This story has been updated to include additional commentary from the Catherine Cortez Masto campaign.
Nevadans are fed up with the “radical left” and are ready to send a Republican back to the US Senate, GOP Senate Leader Adam Laxalt told a crowd in Reno on Friday.
Laxalt, the grandson of former Nevada Senator Paul Laxalt and son of former New Mexico Senator Pete Domenici, seeks to topple Democratic Senator Catherine Cortez Masto in one of the most closely watched Senate contests in the world. country.
The Reno native, 43, served a lot of red meat in a brief speech at his campaign launch, where he criticized everything from cancellation of culture and critical breed theory to Black Lives Matter and the recent exit of the US military from Afghanistan.
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“We can still get strong Conservatives elected to represent our values,” Laxalt told a crowd of several dozen supporters at famed Dave’s Barbeque. “If we get me elected and take over the US Senate, the Senate can stop the madness. The Senate can prevent what (the left) threatens every day. “
“You can all make a difference… We have to fight. You can all fight back.
Unlike previous lineage speeches, Laxalt also criticized Cortez Masto for positioning herself as a moderate candidate despite following her party line on at least 85% of recent votes in Congress.
But Laxalt in particular did not mention the issue that has attracted his most attention in recent months: electoral integrity.
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Laxalt – who served as Attorney General of Nevada from 2015 to 2019 and unsuccessfully ran for governor in 2018 – has been one of Silver State’s loudest supporters for allegations of electoral fraud by former President Donald Trump.
In 2020, he co-chaired Trump’s campaign in Nevada, which filed lawsuits in state and federal courts that challenged election rules and results. Laxalt said the 2020 election was “rigged” and court challenges failed because they were filed too late.
He also insisted that ineligible and deceased voters cast ballots, laws passed by the Democratic-led state house to send mail ballots to every active voter invited fraud, and observers. Republicans were prevented from seeing the counting of the ballots or disputing the signatures on the mails. ballots. His legal action at the origin of this case was, like all the others, ultimately dismissed by the courts.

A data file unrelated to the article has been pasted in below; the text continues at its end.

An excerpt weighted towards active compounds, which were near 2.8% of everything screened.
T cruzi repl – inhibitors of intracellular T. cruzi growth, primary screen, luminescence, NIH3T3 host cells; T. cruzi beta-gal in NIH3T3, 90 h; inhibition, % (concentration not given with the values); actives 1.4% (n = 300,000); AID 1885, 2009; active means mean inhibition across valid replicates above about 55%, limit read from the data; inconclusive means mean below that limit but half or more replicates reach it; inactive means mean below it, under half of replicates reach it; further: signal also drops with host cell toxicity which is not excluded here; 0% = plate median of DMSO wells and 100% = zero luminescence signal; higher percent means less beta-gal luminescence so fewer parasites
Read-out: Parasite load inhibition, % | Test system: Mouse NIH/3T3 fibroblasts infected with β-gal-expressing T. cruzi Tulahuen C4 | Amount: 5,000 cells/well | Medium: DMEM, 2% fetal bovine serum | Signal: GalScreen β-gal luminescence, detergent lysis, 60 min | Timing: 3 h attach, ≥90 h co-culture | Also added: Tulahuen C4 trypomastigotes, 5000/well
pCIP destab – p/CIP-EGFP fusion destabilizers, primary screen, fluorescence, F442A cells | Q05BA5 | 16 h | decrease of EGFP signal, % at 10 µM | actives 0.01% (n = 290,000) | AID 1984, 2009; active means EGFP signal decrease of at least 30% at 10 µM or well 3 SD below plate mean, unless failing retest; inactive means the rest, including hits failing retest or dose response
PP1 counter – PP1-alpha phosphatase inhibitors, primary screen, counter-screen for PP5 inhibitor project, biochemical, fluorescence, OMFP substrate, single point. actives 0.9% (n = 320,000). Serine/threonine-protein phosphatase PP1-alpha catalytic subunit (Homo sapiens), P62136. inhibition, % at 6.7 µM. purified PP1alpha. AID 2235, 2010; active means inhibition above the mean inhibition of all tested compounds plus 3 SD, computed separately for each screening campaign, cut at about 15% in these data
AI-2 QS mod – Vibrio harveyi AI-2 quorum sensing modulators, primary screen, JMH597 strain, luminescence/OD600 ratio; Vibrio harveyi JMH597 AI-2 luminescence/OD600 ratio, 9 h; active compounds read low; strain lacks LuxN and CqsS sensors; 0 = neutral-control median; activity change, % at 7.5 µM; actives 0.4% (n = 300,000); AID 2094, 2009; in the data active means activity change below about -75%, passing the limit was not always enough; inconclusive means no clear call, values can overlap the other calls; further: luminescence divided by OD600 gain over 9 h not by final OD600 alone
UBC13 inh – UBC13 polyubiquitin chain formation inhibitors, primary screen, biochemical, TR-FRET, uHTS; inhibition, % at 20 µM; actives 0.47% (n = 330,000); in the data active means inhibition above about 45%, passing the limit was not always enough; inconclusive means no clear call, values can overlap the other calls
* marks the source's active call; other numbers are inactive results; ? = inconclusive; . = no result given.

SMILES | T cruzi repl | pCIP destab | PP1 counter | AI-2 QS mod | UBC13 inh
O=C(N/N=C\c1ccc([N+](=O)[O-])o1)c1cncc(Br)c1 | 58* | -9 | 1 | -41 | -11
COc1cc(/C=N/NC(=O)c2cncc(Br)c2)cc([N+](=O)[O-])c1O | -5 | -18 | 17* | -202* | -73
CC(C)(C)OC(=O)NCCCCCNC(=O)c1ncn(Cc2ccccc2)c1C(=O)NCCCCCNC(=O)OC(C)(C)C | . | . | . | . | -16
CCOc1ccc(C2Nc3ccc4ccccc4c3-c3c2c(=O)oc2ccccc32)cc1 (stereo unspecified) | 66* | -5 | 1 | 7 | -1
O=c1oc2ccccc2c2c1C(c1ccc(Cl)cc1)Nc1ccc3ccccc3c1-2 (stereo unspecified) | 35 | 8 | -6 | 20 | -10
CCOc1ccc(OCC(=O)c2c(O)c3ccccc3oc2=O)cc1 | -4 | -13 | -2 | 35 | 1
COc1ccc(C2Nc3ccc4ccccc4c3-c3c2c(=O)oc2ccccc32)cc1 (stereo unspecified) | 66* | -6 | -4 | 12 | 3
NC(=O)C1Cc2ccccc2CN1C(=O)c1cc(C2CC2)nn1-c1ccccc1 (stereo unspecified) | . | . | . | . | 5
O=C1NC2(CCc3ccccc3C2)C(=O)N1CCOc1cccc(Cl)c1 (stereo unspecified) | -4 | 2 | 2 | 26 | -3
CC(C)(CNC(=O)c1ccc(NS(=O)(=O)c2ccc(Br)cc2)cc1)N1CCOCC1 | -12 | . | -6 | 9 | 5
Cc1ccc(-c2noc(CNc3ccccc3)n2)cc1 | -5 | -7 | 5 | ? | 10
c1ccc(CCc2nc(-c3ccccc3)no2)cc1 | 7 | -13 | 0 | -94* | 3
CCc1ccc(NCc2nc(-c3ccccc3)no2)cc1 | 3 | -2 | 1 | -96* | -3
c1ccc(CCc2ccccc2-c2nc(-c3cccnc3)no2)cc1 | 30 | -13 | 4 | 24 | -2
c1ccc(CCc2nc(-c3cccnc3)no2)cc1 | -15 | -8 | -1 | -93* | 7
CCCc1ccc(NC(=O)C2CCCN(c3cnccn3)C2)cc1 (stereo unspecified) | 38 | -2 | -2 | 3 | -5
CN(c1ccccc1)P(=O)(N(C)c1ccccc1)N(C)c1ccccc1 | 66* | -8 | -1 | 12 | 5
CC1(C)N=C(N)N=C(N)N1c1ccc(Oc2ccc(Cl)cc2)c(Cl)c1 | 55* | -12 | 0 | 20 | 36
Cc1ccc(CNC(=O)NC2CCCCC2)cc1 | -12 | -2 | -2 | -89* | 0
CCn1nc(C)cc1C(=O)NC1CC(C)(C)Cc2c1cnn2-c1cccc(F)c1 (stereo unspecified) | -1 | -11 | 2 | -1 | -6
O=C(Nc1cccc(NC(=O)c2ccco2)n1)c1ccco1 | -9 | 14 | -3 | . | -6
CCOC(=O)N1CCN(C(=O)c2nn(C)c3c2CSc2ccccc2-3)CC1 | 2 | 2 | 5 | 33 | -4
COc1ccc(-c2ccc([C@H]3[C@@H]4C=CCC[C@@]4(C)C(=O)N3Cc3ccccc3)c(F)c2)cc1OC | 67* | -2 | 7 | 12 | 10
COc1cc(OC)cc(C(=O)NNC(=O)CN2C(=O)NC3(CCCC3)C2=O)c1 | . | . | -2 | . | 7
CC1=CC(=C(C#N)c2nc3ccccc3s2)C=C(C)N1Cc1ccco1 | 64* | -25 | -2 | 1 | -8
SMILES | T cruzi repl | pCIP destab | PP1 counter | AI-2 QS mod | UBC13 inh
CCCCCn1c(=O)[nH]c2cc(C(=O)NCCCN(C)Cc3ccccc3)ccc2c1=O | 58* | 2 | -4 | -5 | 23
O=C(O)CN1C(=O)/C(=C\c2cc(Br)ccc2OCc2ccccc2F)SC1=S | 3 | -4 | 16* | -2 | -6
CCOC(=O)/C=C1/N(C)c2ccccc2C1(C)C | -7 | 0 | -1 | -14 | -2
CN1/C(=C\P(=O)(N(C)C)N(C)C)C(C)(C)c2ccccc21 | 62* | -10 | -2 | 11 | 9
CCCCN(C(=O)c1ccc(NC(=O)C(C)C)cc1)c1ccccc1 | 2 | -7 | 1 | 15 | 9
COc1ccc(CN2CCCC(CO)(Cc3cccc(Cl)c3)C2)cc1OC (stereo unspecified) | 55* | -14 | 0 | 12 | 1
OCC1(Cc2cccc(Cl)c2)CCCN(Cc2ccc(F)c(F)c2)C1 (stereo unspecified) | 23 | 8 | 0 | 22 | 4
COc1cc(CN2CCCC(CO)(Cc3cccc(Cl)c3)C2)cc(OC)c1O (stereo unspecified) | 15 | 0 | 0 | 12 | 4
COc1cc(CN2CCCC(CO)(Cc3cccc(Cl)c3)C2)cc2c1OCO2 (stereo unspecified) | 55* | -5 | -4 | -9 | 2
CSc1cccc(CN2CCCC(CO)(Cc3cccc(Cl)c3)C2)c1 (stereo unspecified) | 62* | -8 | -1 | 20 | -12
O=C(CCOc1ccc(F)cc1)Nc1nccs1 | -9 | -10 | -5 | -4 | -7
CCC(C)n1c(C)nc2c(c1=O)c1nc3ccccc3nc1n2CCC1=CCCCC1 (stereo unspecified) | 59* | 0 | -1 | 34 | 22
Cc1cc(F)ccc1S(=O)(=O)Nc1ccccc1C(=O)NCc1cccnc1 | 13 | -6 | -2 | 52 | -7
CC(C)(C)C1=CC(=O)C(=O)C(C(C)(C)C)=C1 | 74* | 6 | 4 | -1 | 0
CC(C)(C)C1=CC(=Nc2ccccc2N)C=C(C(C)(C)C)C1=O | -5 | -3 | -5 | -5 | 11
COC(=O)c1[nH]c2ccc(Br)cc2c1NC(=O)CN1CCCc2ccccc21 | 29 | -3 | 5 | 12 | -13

Laxalt had little to say about voting safety in a brief post-event meeting with reporters on Friday, although he reiterated his concerns about a Democrat-backed postal voting law who, among other things, allows Nevada voters to have someone else hand in their ballot.
“We defended the integrity of the elections in 2020 and I continue to believe that this is a problem for our state,” he added. “And I’m not the only one: 70% of Nevadans think our current voting system is not very secure.”
Laxalt categorically refused to answer questions posed by the Reno Gazette Journal, explaining only that he was not satisfied with the newspaper’s coverage of his case of juvenile arrests and other controversies that emerged during his time. failure in 2018 for the governor’s mansion.
Responding to Laxalt’s comments on Friday, Cortez Masto’s campaign released a statement: “Senator Cortez Masto is one of the most effective Senate leaders and called for the next budget bill to be focused on granting tax cuts for working families, which Adam Laxalt opposed.
“She designed key pieces of the infrastructure package that will provide billions of dollars to fight wildfires in the West and create thousands of jobs in Nevada, but Laxalt also opposed the plan. The contrast couldn’t be clearer, which is why the Nevadans will reject Laxalt once again.
A visibly emotional Laxalt conceded this race to Governor Steve Sisolak on election night, regardless of his integrity.
Sisolak won the contest by nearly 40,000 votes and toppled Laxalt on his own home ground in the former Republican stronghold of Washoe County.
Cortez Masto, a first-term senator widely regarded as a moderate, should be an equally formidable campaign opponent. Notably because the 57-year-old Democrat was named chair of her party’s Senate campaign fundraising arm in 2018.
She entered her first Senate re-election campaign with a war chest of around $ 6 million. The latest figures for Laxalt’s fundraising campaign were not released late Friday afternoon.
GOP voters will not choose a candidate to take on Cortez Masto until June 2022.
The Associated Press contributed to this report.
James DeHaven is the political reporter for the Reno Gazette Journal. It covers the countryside, the Nevada legislature and everything in between. Support his work by subscribing to RGJ.com right here.